Statue at Lausanne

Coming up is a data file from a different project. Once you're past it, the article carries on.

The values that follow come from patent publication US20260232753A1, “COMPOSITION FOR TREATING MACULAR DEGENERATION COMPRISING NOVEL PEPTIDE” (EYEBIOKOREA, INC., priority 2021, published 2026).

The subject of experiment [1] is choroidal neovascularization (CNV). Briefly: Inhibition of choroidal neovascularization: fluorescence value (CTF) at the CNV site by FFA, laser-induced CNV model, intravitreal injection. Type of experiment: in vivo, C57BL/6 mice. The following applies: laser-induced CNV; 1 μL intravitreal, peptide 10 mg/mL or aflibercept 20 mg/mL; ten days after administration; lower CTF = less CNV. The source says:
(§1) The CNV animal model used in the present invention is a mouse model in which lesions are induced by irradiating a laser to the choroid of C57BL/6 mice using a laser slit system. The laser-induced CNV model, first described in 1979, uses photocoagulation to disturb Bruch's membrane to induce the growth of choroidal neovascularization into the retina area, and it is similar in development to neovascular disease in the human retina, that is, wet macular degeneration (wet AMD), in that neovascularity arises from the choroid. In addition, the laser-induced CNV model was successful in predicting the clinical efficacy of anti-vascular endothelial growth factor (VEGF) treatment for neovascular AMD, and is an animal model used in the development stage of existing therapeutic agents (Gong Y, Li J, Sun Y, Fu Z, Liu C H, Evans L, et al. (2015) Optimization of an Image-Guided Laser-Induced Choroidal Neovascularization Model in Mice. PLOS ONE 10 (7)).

Despite the initial success, the Olympic Movement faced hard times, as the 1900 (in De Coubertin's own Paris) and 1904 Games were both swallowed by World's Fairs, and received little attention. Image File history File links Size of this preview: 300 × 450 pixelsFull resolution (300 × 450 pixel, file size: 52 KB, MIME type: image/jpeg) See Picswiss project on Commons File links The following pages on the English Wikipedia link to this file (pages on other projects are not listed): Pierre... Image File history File links Size of this preview: 300 × 450 pixelsFull resolution (300 × 450 pixel, file size: 52 KB, MIME type: image/jpeg) See Picswiss project on Commons File links The following pages on the English Wikipedia link to this file (pages on other projects are not listed): Pierre... Lausanne (pronounced ) is a city in the French-speaking part of Switzerland, situated on the shores of Lake Geneva (French: Lac Léman), and facing Évian-les-Bains (France) and with the Jura mountains to its north. ... The 1900 Summer Olympics, officially known as the Games of the II Olympiad, were held in 1900 in Paris, France. ... participants The 1904 Summer Olympics, officially known as the Games of the III Olympiad, were held in St. ... Worlds Fair is any of various large expositions held since the mid-19th century. ...